Proximity of Central American markets also facilitates the movement of U.S. agricultural goods, supported by market access advantages built into the Dominican Republic-Central America Free Trade Agreement (CAFTA-DR).
CAFTA-DR is a regional free trade agreement between the United States and Central American trading partners – Costa Rica, El Salvador, Guatemala, Honduras, Nicaragua and the Dominican Republic. The agreement allows favorable tariff treatment for more than 95 percent of U.S. agricultural products, including corn.
The agreement entered into force in 2006, and USGC has since worked to emphasize the U.S. origin advantages to regional buyers and end-users. As a result, U.S. corn exports to CAFTA-DR countries have increased more than three-fold since the agreement went into effect.
Three of these markets – Guatemala, Honduras and Costa Rica – all rank in the top 10 U.S. corn buyers for the 2019/2020 marketing year, thus far, continuing growth from 2018/2019. Guatemala ranked as the eighth largest buyer at 1.22 million tons (48 million bushels) in 2018/2019, the first time the country purchased more than one million tons. Costa Rica continued an upward streak for the last four marketing years, purchasing 885,000 metric tons (34.8 million bushels) in 2018/2019.
New Japan Agreement Strengthens Trade With U.S. Farmers, Agribusinesses
The U.S.-Japan Trade Agreement, which went into effect on Jan. 1, 2020, is not a comprehensive free trade agreement, but does provide important market access provisions for U.S. coarse grains, co-products and ethanol.
The agreement solidifies trade with Japan by maintaining a zero duty on imports of corn for feed and eliminating a 3 percent tariff for corn other than feed. Japan will also eliminate U.S. sorghum tariffs, which are as high as 3 percent, and reduce a mark-up on barley for feed. It also includes a staged reduction for U.S. ethanol and U.S. corn, barley and sorghum flour and preserves duty-free market access for U.S. feed and food corn, corn gluten feed and DDGS.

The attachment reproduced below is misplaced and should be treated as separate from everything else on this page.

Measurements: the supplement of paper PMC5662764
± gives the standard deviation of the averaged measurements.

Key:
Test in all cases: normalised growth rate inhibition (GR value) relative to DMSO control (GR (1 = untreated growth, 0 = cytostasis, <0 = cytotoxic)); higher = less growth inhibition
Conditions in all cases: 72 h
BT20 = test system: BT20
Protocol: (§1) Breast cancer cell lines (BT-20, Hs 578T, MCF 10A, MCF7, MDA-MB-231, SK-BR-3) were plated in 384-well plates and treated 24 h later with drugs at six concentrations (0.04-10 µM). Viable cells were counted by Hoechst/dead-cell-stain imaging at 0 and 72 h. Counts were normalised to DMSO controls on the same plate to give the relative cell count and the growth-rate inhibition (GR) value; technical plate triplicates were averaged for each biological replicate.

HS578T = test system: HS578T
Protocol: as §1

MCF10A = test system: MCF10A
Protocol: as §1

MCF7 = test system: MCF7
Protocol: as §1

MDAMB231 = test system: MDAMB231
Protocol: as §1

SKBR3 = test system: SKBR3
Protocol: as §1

Thus far in the 2019/2020 marketing year, Japan ranks as the second largest market for U.S. corn, third largest market for U.S. barley/barley products, fourth largest market for U.S. sorghum and sixth largest market for U.S. DDGS. If these purchases were added to the FTA trading partner total, it would further strengthen the market share offered by the closest of U.S. grains’ buyers.
Free trade agreements offer tariff preferences, which are critical and valuable to U.S. producers. They also establish trading norms that keep grain flowing even during times of crisis like COVID-19. Importantly, FTAs and more limited agreements like those put in place with Japan and China over the last year are also the foundation of market development work and relationship building done by organizations like the Grains Council – which pays off during confusing and trying times.
Since early March, the entirety of the grain supply chain – from the farmer to the export channel to the end-user – have collaborated to maintain operations as feasible, provide regular updates and put trust in each other to ensure work to together continues throughout the crisis. The outcomes of this work will be apparent in future trade numbers as well as relationships re-solidified with key partners on which we will build in a post-COVID world.
Follow along as the 2019/2020 marketing year progresses with the Feed Grains In All Forms portal at grains.org, where USGC tracks U.S. exports of U.S. coarse grains, co-products, ethanol and meat equivalents on a monthly basis. The interactive resource also converts these exported volumes into corn equivalents, which offers a holistic view of the amount of U.S. feed grains consumed by overseas customers.